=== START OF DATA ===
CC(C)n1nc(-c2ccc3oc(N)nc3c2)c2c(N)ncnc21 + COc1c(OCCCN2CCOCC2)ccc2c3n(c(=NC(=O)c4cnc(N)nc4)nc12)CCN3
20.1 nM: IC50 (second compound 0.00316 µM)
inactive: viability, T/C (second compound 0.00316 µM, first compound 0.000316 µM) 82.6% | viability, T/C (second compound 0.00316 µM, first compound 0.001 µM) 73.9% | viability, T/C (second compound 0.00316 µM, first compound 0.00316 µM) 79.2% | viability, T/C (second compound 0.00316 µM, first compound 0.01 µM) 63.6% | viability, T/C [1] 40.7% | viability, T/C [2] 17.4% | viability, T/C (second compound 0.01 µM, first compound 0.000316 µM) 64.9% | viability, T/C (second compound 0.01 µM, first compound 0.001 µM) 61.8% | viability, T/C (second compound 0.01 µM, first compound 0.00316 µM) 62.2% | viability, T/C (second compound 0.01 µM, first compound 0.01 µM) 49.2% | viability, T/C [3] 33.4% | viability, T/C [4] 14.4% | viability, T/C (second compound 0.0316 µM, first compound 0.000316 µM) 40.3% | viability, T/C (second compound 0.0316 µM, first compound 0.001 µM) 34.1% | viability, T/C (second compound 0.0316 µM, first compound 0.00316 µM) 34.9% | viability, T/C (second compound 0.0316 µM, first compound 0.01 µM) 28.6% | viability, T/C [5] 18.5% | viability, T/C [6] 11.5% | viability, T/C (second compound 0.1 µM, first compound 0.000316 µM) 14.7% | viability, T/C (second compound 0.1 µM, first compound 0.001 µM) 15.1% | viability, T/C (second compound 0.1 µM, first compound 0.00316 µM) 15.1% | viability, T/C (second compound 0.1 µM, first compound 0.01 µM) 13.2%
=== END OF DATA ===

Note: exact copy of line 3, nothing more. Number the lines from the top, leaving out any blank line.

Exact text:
inactive: viability, T/C (second compound 0.00316 µM, first compound 0.000316 µM) 82.6% | viability, T/C (second compound 0.00316 µM, first compound 0.001 µM) 73.9% | viability, T/C (second compound 0.00316 µM, first compound 0.00316 µM) 79.2% | viability, T/C (second compound 0.00316 µM, first compound 0.01 µM) 63.6% | viability, T/C [1] 40.7% | viability, T/C [2] 17.4% | viability, T/C (second compound 0.01 µM, first compound 0.000316 µM) 64.9% | viability, T/C (second compound 0.01 µM, first compound 0.001 µM) 61.8% | viability, T/C (second compound 0.01 µM, first compound 0.00316 µM) 62.2% | viability, T/C (second compound 0.01 µM, first compound 0.01 µM) 49.2% | viability, T/C [3] 33.4% | viability, T/C [4] 14.4% | viability, T/C (second compound 0.0316 µM, first compound 0.000316 µM) 40.3% | viability, T/C (second compound 0.0316 µM, first compound 0.001 µM) 34.1% | viability, T/C (second compound 0.0316 µM, first compound 0.00316 µM) 34.9% | viability, T/C (second compound 0.0316 µM, first compound 0.01 µM) 28.6% | viability, T/C [5] 18.5% | viability, T/C [6] 11.5% | viability, T/C (second compound 0.1 µM, first compound 0.000316 µM) 14.7% | viability, T/C (second compound 0.1 µM, first compound 0.001 µM) 15.1% | viability, T/C (second compound 0.1 µM, first compound 0.00316 µM) 15.1% | viability, T/C (second compound 0.1 µM, first compound 0.01 µM) 13.2%